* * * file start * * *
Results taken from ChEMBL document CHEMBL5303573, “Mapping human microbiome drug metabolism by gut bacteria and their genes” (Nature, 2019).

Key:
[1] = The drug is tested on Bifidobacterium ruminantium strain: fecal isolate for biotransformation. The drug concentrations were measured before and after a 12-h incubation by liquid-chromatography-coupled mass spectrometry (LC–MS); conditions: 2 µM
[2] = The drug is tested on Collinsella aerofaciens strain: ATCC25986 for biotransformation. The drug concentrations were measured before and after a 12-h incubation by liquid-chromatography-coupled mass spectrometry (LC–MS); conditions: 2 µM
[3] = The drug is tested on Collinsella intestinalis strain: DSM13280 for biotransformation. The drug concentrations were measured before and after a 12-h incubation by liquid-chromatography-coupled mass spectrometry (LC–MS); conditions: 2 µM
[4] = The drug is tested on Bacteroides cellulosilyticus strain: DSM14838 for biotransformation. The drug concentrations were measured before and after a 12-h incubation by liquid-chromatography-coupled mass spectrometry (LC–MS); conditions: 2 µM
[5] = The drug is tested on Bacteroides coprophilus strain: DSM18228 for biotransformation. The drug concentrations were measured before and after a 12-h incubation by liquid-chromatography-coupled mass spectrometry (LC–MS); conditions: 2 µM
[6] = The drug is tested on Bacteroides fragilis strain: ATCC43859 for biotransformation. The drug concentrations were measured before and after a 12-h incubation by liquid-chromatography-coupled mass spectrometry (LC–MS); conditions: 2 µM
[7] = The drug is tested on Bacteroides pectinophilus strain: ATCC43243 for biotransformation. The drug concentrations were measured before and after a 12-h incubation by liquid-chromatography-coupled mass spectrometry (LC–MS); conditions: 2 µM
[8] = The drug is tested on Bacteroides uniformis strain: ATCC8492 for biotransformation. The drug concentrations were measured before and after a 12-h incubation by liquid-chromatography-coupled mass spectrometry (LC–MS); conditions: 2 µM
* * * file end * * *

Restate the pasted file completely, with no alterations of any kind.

Results taken from ChEMBL document CHEMBL5303573, “Mapping human microbiome drug metabolism by gut bacteria and their genes” (Nature, 2019).

Key:
[1] = The drug is tested on Bifidobacterium ruminantium strain: fecal isolate for biotransformation. The drug concentrations were measured before and after a 12-h incubation by liquid-chromatography-coupled mass spectrometry (LC–MS); conditions: 2 µM
[2] = The drug is tested on Collinsella aerofaciens strain: ATCC25986 for biotransformation. The drug concentrations were measured before and after a 12-h incubation by liquid-chromatography-coupled mass spectrometry (LC–MS); conditions: 2 µM
[3] = The drug is tested on Collinsella intestinalis strain: DSM13280 for biotransformation. The drug concentrations were measured before and after a 12-h incubation by liquid-chromatography-coupled mass spectrometry (LC–MS); conditions: 2 µM
[4] = The drug is tested on Bacteroides cellulosilyticus strain: DSM14838 for biotransformation. The drug concentrations were measured before and after a 12-h incubation by liquid-chromatography-coupled mass spectrometry (LC–MS); conditions: 2 µM
[5] = The drug is tested on Bacteroides coprophilus strain: DSM18228 for biotransformation. The drug concentrations were measured before and after a 12-h incubation by liquid-chromatography-coupled mass spectrometry (LC–MS); conditions: 2 µM
[6] = The drug is tested on Bacteroides fragilis strain: ATCC43859 for biotransformation. The drug concentrations were measured before and after a 12-h incubation by liquid-chromatography-coupled mass spectrometry (LC–MS); conditions: 2 µM
[7] = The drug is tested on Bacteroides pectinophilus strain: ATCC43243 for biotransformation. The drug concentrations were measured before and after a 12-h incubation by liquid-chromatography-coupled mass spectrometry (LC–MS); conditions: 2 µM
[8] = The drug is tested on Bacteroides uniformis strain: ATCC8492 for biotransformation. The drug concentrations were measured before and after a 12-h incubation by liquid-chromatography-coupled mass spectrometry (LC–MS); conditions: 2 µM